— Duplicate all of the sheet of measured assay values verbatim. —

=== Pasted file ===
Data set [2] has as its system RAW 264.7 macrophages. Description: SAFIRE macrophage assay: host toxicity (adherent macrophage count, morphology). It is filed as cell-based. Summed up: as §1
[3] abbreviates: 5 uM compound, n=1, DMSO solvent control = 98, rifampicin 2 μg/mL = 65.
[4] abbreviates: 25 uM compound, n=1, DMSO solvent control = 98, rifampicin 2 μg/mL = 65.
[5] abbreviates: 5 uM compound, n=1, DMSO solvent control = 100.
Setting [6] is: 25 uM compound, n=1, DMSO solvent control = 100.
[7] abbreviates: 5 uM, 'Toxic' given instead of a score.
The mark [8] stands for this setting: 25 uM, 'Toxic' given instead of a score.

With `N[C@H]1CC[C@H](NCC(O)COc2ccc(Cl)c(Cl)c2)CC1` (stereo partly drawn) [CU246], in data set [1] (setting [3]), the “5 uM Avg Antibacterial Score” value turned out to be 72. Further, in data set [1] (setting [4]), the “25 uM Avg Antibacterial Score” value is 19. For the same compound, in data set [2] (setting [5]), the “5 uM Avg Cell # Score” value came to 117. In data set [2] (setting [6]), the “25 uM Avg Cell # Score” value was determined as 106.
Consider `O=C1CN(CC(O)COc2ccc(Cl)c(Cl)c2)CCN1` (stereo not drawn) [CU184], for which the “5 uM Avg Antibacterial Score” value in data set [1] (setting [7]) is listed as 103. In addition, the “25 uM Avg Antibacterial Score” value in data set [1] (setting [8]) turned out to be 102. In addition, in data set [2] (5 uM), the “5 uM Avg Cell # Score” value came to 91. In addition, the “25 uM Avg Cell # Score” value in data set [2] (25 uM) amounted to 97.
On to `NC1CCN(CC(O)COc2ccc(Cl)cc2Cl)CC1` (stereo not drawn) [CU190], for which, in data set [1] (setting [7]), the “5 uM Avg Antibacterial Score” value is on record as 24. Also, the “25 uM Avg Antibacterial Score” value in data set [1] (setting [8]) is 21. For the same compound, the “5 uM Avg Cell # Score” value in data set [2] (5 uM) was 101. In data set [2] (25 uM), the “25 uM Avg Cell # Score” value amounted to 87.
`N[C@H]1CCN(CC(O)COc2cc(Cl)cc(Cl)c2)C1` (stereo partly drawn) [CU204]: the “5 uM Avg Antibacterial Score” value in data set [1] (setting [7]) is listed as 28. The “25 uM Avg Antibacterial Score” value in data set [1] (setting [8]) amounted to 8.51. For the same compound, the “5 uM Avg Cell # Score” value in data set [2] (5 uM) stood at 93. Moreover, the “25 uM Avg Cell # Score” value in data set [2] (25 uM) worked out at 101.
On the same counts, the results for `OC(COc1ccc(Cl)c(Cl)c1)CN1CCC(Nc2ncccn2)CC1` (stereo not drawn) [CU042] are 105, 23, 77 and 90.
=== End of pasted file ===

Data set [2] has as its system RAW 264.7 macrophages. Description: SAFIRE macrophage assay: host toxicity (adherent macrophage count, morphology). It is filed as cell-based. Summed up: as §1
[3] abbreviates: 5 uM compound, n=1, DMSO solvent control = 98, rifampicin 2 μg/mL = 65.
[4] abbreviates: 25 uM compound, n=1, DMSO solvent control = 98, rifampicin 2 μg/mL = 65.
[5] abbreviates: 5 uM compound, n=1, DMSO solvent control = 100.
Setting [6] is: 25 uM compound, n=1, DMSO solvent control = 100.
[7] abbreviates: 5 uM, 'Toxic' given instead of a score.
The mark [8] stands for this setting: 25 uM, 'Toxic' given instead of a score.

With `N[C@H]1CC[C@H](NCC(O)COc2ccc(Cl)c(Cl)c2)CC1` (stereo partly drawn) [CU246], in data set [1] (setting [3]), the “5 uM Avg Antibacterial Score” value turned out to be 72. Further, in data set [1] (setting [4]), the “25 uM Avg Antibacterial Score” value is 19. For the same compound, in data set [2] (setting [5]), the “5 uM Avg Cell # Score” value came to 117. In data set [2] (setting [6]), the “25 uM Avg Cell # Score” value was determined as 106.
Consider `O=C1CN(CC(O)COc2ccc(Cl)c(Cl)c2)CCN1` (stereo not drawn) [CU184], for which the “5 uM Avg Antibacterial Score” value in data set [1] (setting [7]) is listed as 103. In addition, the “25 uM Avg Antibacterial Score” value in data set [1] (setting [8]) turned out to be 102. In addition, in data set [2] (5 uM), the “5 uM Avg Cell # Score” value came to 91. In addition, the “25 uM Avg Cell # Score” value in data set [2] (25 uM) amounted to 97.
On to `NC1CCN(CC(O)COc2ccc(Cl)cc2Cl)CC1` (stereo not drawn) [CU190], for which, in data set [1] (setting [7]), the “5 uM Avg Antibacterial Score” value is on record as 24. Also, the “25 uM Avg Antibacterial Score” value in data set [1] (setting [8]) is 21. For the same compound, the “5 uM Avg Cell # Score” value in data set [2] (5 uM) was 101. In data set [2] (25 uM), the “25 uM Avg Cell # Score” value amounted to 87.
`N[C@H]1CCN(CC(O)COc2cc(Cl)cc(Cl)c2)C1` (stereo partly drawn) [CU204]: the “5 uM Avg Antibacterial Score” value in data set [1] (setting [7]) is listed as 28. The “25 uM Avg Antibacterial Score” value in data set [1] (setting [8]) amounted to 8.51. For the same compound, the “5 uM Avg Cell # Score” value in data set [2] (5 uM) stood at 93. Moreover, the “25 uM Avg Cell # Score” value in data set [2] (25 uM) worked out at 101.
On the same counts, the results for `OC(COc1ccc(Cl)c(Cl)c1)CN1CCC(Nc2ncccn2)CC1` (stereo not drawn) [CU042] are 105, 23, 77 and 90.